Individuals operating 501(c)(3) organizations are often concerned about complying with the various restrictions imposed by the Internal Revenue Service -- their organization's tax-exempt status depends upon proper compliance. When selling the organization's property, so long as the organization follows a few common-sense rules, it should comply with IRS sales restrictions. A thorough understanding of the rules against improper excess benefits and self-dealing will help 501(c)(3) organizations maintain their tax-exempt status.
Reasons for Restrictions on Sales of Property by 501(c)(3) Organizations
501(c)(3) organizations are granted tax-exempt status because of their charitable work. Therefore, any attempt by an individual to turn a personal profit from a charitable organization's operations could potentially undermine the basis for the tax exemption. The IRS scrutinizes transactions such as the sale of property to ensure that the transaction is not a cover for personal gain.
Read More: What Are 501(c)4 Organizations?
Excess Benefit Restrictions
Simply put, an excess benefit is present when the property sale provides an economic benefit to a "disqualified person" greater than the value of the goods and services the organization receives in return. A "disqualified person" includes shareholders and managers of the exempt organization, contributors, and certain family members of these people. A disqualified person can be an individual or an organization, and the benefit may be provided directly or indirectly.
Self-dealing occurs when a property sale is between the organization and a shareholder or other disqualified person, regardless of whether an excess benefit is present. In fact, in many cases the IRS even considers a gift of property a "sale" if the 501(c)(3) organization assumes a mortgage or lien on the property it receives. As with excess benefit restrictions, the IRS requires that all restricted self-dealing sales, once discovered, be reversed within a specified time.
Consequences of a Sale of Property Creating an Excess Benefit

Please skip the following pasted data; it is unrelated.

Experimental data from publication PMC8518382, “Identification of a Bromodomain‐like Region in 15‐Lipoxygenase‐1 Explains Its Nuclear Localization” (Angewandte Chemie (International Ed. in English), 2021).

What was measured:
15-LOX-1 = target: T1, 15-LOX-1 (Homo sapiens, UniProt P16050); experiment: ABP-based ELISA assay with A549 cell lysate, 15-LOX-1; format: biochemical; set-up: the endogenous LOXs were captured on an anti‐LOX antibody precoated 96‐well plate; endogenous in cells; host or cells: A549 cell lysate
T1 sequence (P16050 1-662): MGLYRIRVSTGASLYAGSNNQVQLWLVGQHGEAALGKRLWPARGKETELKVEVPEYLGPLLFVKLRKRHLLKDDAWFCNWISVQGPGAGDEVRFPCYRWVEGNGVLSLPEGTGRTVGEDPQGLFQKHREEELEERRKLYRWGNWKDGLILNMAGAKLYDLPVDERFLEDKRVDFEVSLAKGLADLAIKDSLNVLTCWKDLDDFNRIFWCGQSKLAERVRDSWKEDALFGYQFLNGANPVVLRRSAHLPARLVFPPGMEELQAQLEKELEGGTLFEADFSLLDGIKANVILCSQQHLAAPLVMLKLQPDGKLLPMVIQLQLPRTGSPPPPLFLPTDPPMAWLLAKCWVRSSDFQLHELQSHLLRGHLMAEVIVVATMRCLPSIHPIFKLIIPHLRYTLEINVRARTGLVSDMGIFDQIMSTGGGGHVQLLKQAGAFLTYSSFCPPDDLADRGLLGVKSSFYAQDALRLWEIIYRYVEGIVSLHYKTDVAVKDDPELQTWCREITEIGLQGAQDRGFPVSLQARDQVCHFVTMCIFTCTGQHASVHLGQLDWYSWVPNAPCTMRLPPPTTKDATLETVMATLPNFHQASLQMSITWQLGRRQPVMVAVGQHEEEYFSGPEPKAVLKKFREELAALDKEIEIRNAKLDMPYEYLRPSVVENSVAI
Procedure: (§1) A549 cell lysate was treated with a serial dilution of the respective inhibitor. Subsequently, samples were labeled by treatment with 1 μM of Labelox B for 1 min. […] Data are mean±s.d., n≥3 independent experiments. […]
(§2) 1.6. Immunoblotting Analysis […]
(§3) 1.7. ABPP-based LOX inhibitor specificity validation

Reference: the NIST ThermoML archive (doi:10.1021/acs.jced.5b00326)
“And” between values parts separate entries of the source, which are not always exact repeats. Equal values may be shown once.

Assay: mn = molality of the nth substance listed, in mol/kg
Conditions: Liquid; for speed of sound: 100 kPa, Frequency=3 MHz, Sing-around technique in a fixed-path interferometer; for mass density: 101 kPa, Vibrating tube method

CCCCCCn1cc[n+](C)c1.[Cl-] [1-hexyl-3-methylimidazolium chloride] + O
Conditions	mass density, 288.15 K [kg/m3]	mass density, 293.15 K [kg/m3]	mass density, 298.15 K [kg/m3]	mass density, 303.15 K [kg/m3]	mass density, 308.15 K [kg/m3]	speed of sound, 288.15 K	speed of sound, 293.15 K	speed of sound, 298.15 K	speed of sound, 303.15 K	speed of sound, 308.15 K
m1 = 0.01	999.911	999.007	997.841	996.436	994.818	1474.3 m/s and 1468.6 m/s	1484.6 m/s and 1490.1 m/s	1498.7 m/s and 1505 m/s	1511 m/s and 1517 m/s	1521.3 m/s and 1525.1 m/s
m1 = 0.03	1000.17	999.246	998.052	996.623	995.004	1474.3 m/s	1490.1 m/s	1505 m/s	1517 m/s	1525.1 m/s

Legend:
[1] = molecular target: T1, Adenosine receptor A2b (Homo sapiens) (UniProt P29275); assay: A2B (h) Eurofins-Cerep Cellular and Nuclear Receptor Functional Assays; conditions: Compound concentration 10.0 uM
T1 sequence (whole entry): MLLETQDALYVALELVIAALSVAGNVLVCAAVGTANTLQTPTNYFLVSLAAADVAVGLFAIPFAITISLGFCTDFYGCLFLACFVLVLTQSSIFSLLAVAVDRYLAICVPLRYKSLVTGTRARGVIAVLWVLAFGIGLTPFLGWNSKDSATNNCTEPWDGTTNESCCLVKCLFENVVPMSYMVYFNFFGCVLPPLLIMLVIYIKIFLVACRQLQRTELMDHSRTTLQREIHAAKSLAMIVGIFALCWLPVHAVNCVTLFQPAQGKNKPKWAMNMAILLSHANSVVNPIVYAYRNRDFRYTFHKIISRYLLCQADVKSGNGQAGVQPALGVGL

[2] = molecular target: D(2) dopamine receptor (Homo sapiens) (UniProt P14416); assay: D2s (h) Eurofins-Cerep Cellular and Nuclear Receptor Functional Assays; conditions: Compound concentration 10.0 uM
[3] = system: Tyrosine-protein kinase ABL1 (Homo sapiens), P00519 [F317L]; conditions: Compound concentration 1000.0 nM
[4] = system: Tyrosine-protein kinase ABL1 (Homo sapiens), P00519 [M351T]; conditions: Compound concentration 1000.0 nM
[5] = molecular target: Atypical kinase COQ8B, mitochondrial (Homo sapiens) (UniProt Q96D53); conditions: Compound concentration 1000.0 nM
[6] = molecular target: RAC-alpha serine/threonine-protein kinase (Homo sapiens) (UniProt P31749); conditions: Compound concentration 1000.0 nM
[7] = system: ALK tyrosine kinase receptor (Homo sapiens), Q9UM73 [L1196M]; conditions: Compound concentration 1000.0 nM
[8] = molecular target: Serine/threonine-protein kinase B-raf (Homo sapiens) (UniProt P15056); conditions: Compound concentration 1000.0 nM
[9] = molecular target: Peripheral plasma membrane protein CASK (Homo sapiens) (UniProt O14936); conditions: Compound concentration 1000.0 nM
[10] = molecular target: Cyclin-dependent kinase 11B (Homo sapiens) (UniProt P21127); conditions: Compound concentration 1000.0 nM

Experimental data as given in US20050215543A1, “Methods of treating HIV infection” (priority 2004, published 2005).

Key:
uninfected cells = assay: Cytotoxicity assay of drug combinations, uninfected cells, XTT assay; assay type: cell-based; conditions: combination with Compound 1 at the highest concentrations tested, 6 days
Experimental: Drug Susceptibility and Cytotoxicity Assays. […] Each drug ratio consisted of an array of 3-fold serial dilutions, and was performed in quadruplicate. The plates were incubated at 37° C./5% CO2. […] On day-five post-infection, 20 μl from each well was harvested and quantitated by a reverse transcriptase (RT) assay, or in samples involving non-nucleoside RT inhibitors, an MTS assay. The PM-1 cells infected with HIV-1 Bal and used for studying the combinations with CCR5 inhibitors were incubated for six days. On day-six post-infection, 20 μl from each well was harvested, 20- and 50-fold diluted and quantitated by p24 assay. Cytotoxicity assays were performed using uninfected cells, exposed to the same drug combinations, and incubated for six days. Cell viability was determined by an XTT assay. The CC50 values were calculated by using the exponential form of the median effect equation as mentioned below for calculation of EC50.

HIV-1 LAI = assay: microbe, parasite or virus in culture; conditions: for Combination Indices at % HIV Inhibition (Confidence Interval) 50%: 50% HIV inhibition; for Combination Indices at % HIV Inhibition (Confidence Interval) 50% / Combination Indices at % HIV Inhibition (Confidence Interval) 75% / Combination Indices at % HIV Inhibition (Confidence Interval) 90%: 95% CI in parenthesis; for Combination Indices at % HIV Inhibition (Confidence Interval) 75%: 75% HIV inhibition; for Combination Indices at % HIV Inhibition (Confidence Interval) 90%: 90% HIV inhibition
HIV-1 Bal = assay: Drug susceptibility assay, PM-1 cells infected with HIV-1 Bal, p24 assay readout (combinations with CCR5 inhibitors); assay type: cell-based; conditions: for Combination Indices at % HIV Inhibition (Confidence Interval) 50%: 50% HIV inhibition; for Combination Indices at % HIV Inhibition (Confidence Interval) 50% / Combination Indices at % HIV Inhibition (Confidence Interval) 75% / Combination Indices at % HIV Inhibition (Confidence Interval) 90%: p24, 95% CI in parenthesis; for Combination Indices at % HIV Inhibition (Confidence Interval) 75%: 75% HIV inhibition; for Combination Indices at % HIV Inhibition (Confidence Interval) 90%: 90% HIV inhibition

The IRS requires that all restricted excess-benefit sales be reversed. Further, sanctions may be imposed against the organization and its managers. For the worst offenses, the organization may lose its tax-exempt status. The disqualified person who received the benefit may also be taxed 25 percent of the benefit received. If he does not promptly return the benefit, he may then be taxed 200 percent of the benefit. In addition, any organization manager who participated in the sale may be taxed 10 percent of the benefit if he was aware of the benefit. One way to avoid such consequences is to ensure that all corporate actions are properly documented via corporate minutes and appropriate resolutions for the sale of property. Legal document services can assist with the proper preparation of these forms.
Consequences of a Sale of Property Involving Self-Dealing
If an IRS examiner determines that a sale of property involved self-dealing, as with excess benefits, the IRS will require that the sale be reversed and may impose a variety of sanctions. Again, it is possible in dire cases for the organization to lose its tax-exempt status. The examiner may also determine the "amount involved" -- the monetary amount at issue -- and then tax the disqualified person involved in the sale, for 10 percent of that amount, or 200 percent if he does not promptly undo the transaction. In addition, any organization manager who participated in the sale may be taxed 5 percent of that benefit if he was aware of the self-dealing. In cases of delay or failure to comply, that tax may increase to 50 percent. Again, one way to help avoid such consequences is to use online legal document services to document transactions properly in the corporate minutes and to make appropriate resolutions for the sale of property.
Melanie Jo Triebel has been writing since 2003. Her articles have appeared in such publications as the "ARIAS U.S. Quarterly" and the "Sidley Reinsurance Law Report." Triebel holds a B.A. in music from Chapman University and a J.D. from the Chapman University School of Law. She has practiced law for nearly a decade and is licensed in California and Illinois.